We normally log in to a remote SSH server using password authentication method. Username and password combination is the most common authentication method for SSH and is a good enough method for most people. Sometimes, you might want to automatically log in to an SSH server without entering your username and password.
Passwordless SSH login could be convenient for some, but it is vitally important for those doing automation work. A script could be configured to automatically run commands on a remote server or transfer files using scp command.
Related: How to copy file remotely via SSH
You can automatically log in to an SSH server without entering your username and password using the public-key authentication method.
$ ssh-keygen Generating public/private rsa key pair. Enter file in which to save the key (/home/user/.ssh/id_rsa): Enter passphrase (empty for no passphrase): Enter same passphrase again: Your identification has been saved in /home/user/.ssh/id_rsa. Your public key has been saved in /home/user/.ssh/id_rsa.pub. ##### snipped
Make sure to not set any passphrase for the key pair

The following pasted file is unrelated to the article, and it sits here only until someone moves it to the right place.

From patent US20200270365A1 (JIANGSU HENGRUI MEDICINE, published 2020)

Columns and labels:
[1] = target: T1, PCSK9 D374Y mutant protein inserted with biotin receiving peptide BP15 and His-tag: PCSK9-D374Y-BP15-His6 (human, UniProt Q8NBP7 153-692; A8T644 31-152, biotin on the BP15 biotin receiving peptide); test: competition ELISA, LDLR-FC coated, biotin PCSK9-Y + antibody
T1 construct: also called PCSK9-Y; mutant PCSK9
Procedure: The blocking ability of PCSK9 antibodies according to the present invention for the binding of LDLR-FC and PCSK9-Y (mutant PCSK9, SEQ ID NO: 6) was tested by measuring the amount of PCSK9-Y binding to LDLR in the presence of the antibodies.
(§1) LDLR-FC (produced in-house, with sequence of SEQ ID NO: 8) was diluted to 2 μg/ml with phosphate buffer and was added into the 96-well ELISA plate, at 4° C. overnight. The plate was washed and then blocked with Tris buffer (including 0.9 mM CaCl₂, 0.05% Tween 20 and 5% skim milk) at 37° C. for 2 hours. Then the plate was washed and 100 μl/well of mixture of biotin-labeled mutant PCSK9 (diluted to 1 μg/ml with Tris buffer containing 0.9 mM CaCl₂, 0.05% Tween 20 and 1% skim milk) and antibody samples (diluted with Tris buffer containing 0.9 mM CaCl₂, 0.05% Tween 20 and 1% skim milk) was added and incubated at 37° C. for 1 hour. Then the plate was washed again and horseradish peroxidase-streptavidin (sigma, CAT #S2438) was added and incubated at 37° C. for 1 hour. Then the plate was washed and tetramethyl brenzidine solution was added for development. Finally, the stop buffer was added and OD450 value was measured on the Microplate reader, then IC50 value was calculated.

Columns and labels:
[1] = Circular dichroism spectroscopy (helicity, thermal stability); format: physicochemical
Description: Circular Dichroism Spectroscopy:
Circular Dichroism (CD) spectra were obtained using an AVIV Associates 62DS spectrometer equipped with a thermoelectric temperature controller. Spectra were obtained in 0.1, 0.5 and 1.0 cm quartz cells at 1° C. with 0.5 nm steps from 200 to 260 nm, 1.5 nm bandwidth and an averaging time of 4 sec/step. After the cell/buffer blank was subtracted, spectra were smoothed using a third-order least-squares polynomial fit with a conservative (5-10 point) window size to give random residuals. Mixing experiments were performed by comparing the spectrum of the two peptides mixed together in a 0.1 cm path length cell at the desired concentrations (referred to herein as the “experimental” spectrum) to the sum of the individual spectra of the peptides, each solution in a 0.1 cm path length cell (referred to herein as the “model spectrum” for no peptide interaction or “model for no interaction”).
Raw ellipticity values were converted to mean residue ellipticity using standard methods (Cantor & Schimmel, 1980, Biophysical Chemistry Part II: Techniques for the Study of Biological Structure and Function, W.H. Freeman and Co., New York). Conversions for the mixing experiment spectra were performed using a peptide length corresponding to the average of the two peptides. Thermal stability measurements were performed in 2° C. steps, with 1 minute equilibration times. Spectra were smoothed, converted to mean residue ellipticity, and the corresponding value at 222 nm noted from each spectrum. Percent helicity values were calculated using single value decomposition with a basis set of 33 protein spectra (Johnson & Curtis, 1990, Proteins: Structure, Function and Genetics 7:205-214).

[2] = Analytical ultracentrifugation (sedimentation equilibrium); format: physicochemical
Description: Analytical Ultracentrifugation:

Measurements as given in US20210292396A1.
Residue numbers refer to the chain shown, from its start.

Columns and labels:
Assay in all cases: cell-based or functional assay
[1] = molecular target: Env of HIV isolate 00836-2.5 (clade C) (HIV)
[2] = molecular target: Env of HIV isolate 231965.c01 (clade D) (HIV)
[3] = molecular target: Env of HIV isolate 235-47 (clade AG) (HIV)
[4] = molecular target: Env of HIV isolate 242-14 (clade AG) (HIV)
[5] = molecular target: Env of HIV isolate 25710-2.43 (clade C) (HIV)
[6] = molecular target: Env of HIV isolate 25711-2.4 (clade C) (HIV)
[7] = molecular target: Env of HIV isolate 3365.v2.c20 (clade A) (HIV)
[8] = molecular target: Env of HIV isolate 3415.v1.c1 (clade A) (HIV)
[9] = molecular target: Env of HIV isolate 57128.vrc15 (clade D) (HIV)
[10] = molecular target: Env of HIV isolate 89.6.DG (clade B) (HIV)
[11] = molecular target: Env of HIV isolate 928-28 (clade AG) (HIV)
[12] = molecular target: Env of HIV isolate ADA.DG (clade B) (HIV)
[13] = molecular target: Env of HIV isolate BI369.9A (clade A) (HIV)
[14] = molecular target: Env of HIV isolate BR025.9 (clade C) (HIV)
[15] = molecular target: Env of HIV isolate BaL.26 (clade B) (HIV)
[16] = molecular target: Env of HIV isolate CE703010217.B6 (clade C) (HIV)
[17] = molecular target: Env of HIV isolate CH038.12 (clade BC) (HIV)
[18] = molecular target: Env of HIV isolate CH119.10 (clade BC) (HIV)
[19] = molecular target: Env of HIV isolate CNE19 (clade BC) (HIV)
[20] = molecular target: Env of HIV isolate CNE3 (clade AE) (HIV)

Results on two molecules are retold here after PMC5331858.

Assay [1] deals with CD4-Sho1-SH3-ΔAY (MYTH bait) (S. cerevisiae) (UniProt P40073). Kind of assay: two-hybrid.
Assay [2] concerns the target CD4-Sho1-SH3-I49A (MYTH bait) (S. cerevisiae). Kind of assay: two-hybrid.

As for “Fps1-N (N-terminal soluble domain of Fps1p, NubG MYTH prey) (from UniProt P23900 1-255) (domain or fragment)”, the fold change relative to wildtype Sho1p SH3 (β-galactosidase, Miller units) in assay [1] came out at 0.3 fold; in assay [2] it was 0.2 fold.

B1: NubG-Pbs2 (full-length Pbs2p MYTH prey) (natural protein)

Related: How to generate SSH key pair
$ sudo grep PubkeyAuthentication /etc/ssh/sshd_config [sudo] password for user: PubkeyAuthentication yes
Public key authentication is normally enabled by default.
$ ssh-copy-id user@remote-host /usr/bin/ssh-copy-id: INFO: attempting to log in with the new key(s), to filter out any that are already installed /usr/bin/ssh-copy-id: INFO: 2 key(s) remain to be installed -- if you are prompted now it is to install the new keys user@remote-host's password: Number of key(s) added: 2 Now try logging into the machine, with: "ssh 'user@remote-host'" and check to make sure that only the key(s) you wanted were added.
Related: How to add SSH public key to server
$ ssh user@remote-host Last login: Fri Jun 28 00:12:15 2019 from 192.168.111.135 [user@remote-host ~]$
You will no longer be prompted for a password when logging in to the server.
|Red Hat Enterprise Linux|
|SUSE Linux Enterprise Server|
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